Karen Stollznow


University of New England · Denver, Colorado

Dr. Karen Stollznow is a lecturer in linguistics at the University of New England, Australia. She has a PhD in linguistics from the School of Behavioral, Cognitive and Social Sciences, University of New England (2007). Her PhD dissertation is: Key Words in the Discourse of Discrimination: A Semantic Analysis.

Karen has worked at a number of tertiary institutions, including San Francisco State University and the University of California, Berkeley, where she was a Visiting Scholar.  She has taught a variety of topics in linguistics, including semantics, cross-cultural communication and second language acquisition. She was formerly a Research Associate for the Script Encoding Initiative, a joint venture between Unicode and the Department of Linguistics at UC, Berkeley. This project aimed to encode endangered ancient and modern writing systems into the Unicode Standard, so they will survive the digital age.

Karen’s research interests include semantics, pragmatics, cognitive linguistics, and cross-cultural communication, with a specific focus on language and discrimination. She is also interested in folk linguistics and myths about language and linguistics. Her most recent publication is “‘How many languages do you speak?’ Perceptions and misconceptions of linguistics and linguists.” (Lingua, 2018)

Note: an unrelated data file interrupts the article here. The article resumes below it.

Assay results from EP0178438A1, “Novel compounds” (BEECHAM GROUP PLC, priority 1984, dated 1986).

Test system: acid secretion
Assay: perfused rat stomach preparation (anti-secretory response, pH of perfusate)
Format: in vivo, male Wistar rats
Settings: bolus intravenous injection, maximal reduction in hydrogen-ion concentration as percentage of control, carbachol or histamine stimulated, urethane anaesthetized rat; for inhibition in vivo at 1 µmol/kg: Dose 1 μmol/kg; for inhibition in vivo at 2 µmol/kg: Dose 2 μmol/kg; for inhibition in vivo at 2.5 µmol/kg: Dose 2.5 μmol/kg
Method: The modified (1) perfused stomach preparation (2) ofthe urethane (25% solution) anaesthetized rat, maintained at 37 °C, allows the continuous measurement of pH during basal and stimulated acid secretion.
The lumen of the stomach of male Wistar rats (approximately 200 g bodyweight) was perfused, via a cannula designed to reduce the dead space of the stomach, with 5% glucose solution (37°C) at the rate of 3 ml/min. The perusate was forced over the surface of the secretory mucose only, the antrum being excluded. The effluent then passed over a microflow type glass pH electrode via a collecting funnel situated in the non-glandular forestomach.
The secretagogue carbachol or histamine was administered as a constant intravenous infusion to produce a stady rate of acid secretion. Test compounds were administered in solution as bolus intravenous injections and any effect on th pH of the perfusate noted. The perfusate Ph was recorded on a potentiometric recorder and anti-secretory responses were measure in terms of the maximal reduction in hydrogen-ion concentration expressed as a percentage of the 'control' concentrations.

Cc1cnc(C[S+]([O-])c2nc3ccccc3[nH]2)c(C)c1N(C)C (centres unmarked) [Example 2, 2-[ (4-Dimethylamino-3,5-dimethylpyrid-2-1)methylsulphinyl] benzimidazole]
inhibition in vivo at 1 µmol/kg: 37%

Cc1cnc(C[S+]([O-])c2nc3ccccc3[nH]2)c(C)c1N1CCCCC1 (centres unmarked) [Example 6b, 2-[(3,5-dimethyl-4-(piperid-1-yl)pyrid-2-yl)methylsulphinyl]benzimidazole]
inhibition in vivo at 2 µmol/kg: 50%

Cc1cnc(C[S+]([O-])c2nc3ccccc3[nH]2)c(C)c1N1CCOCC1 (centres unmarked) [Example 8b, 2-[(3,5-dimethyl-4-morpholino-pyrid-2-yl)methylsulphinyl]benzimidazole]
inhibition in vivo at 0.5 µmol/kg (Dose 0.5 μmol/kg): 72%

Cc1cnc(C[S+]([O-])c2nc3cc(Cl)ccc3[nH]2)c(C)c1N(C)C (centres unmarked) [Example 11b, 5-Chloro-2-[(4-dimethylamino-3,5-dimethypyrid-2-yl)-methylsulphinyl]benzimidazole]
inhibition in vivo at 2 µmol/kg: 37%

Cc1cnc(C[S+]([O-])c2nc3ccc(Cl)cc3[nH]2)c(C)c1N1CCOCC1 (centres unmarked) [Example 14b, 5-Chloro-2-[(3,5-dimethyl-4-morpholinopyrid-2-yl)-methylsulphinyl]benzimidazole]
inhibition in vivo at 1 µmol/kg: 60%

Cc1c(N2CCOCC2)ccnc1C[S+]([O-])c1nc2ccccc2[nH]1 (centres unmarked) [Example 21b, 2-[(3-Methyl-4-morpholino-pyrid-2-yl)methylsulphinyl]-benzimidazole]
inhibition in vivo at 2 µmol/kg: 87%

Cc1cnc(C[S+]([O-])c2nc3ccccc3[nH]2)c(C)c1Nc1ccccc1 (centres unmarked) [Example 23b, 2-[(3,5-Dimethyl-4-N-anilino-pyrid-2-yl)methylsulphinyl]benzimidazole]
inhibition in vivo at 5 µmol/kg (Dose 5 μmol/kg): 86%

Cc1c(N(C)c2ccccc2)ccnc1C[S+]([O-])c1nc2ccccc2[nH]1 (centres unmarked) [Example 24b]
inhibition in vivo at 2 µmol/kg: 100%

Karen has also worked as an independent researcher and a consultant linguist in the corporate sector. She has been a columnist, a podcaster, and a writer and editor for various scientific magazines and journals. A prolific author and skeptical writer, she was the Good Word columnist for the Committee for Skeptical Inquiry and the Bad Language columnist for Skeptic magazine. Karen has published numerous articles and a number of popular books, including God Bless America and Would You Believe It? Her most recent scholarly books include Language Myths, Mysteries and Magic (Palgrave Macmillan, 2014), The Language of Discrimination (Lincom, 2017) and her forthcoming book Why Is That Offensive? Discrimination and Prejudice in Everyday Language. (MIT, 2018)

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Topics: Skepticism
Subtopics: Alternative medicine, Conspiracy theories, Paranormal & fringe-science claims, Pseudoscience, Skeptic movement

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